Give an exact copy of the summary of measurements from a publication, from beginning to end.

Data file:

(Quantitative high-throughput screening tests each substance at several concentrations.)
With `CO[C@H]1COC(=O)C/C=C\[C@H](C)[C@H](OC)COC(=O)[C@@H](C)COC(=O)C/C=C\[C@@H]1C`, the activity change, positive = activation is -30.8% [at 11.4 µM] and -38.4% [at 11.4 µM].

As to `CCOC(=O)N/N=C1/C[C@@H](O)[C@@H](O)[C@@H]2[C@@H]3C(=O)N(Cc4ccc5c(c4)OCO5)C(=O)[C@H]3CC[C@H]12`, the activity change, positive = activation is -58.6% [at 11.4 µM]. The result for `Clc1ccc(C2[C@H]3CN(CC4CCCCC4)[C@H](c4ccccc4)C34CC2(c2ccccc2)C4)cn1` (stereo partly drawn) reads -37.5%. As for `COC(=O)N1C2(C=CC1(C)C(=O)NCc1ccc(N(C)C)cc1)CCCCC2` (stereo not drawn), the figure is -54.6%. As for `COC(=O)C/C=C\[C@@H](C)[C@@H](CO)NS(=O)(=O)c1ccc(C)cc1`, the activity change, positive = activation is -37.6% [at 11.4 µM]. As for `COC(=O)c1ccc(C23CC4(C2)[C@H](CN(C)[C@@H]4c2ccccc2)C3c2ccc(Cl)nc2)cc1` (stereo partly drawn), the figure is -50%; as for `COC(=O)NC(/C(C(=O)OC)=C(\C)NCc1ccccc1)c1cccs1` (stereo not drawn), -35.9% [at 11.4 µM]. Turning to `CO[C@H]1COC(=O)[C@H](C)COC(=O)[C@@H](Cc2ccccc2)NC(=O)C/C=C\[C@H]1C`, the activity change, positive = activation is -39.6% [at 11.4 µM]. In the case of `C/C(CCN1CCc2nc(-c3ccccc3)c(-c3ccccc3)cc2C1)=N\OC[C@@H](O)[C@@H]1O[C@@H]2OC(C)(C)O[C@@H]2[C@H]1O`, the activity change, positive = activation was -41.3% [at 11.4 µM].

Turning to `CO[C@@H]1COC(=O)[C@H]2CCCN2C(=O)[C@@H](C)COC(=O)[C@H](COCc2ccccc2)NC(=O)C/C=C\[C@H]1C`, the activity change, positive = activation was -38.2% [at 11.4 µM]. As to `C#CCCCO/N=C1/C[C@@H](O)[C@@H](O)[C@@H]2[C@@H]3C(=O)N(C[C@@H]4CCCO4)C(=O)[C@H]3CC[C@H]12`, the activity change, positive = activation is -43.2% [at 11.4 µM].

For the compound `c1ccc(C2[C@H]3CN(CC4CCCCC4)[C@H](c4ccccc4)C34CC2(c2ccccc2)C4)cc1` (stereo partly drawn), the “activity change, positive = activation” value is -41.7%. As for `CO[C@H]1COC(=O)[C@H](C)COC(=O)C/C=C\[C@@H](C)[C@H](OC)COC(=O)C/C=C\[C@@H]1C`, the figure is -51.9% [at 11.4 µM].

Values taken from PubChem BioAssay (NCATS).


(Quantitative high-throughput screening tests each substance at several concentrations.)
With `CO[C@H]1COC(=O)C/C=C\[C@H](C)[C@H](OC)COC(=O)[C@@H](C)COC(=O)C/C=C\[C@@H]1C`, the activity change, positive = activation is -30.8% [at 11.4 µM] and -38.4% [at 11.4 µM].

As to `CCOC(=O)N/N=C1/C[C@@H](O)[C@@H](O)[C@@H]2[C@@H]3C(=O)N(Cc4ccc5c(c4)OCO5)C(=O)[C@H]3CC[C@H]12`, the activity change, positive = activation is -58.6% [at 11.4 µM]. The result for `Clc1ccc(C2[C@H]3CN(CC4CCCCC4)[C@H](c4ccccc4)C34CC2(c2ccccc2)C4)cn1` (stereo partly drawn) reads -37.5%. As for `COC(=O)N1C2(C=CC1(C)C(=O)NCc1ccc(N(C)C)cc1)CCCCC2` (stereo not drawn), the figure is -54.6%. As for `COC(=O)C/C=C\[C@@H](C)[C@@H](CO)NS(=O)(=O)c1ccc(C)cc1`, the activity change, positive = activation is -37.6% [at 11.4 µM]. As for `COC(=O)c1ccc(C23CC4(C2)[C@H](CN(C)[C@@H]4c2ccccc2)C3c2ccc(Cl)nc2)cc1` (stereo partly drawn), the figure is -50%; as for `COC(=O)NC(/C(C(=O)OC)=C(\C)NCc1ccccc1)c1cccs1` (stereo not drawn), -35.9% [at 11.4 µM]. Turning to `CO[C@H]1COC(=O)[C@H](C)COC(=O)[C@@H](Cc2ccccc2)NC(=O)C/C=C\[C@H]1C`, the activity change, positive = activation is -39.6% [at 11.4 µM]. In the case of `C/C(CCN1CCc2nc(-c3ccccc3)c(-c3ccccc3)cc2C1)=N\OC[C@@H](O)[C@@H]1O[C@@H]2OC(C)(C)O[C@@H]2[C@H]1O`, the activity change, positive = activation was -41.3% [at 11.4 µM].

Turning to `CO[C@@H]1COC(=O)[C@H]2CCCN2C(=O)[C@@H](C)COC(=O)[C@H](COCc2ccccc2)NC(=O)C/C=C\[C@H]1C`, the activity change, positive = activation was -38.2% [at 11.4 µM]. As to `C#CCCCO/N=C1/C[C@@H](O)[C@@H](O)[C@@H]2[C@@H]3C(=O)N(C[C@@H]4CCCO4)C(=O)[C@H]3CC[C@H]12`, the activity change, positive = activation is -43.2% [at 11.4 µM].

For the compound `c1ccc(C2[C@H]3CN(CC4CCCCC4)[C@H](c4ccccc4)C34CC2(c2ccccc2)C4)cc1` (stereo partly drawn), the “activity change, positive = activation” value is -41.7%. As for `CO[C@H]1COC(=O)[C@H](C)COC(=O)C/C=C\[C@@H](C)[C@H](OC)COC(=O)C/C=C\[C@@H]1C`, the figure is -51.9% [at 11.4 µM].

Values taken from PubChem BioAssay (NCATS).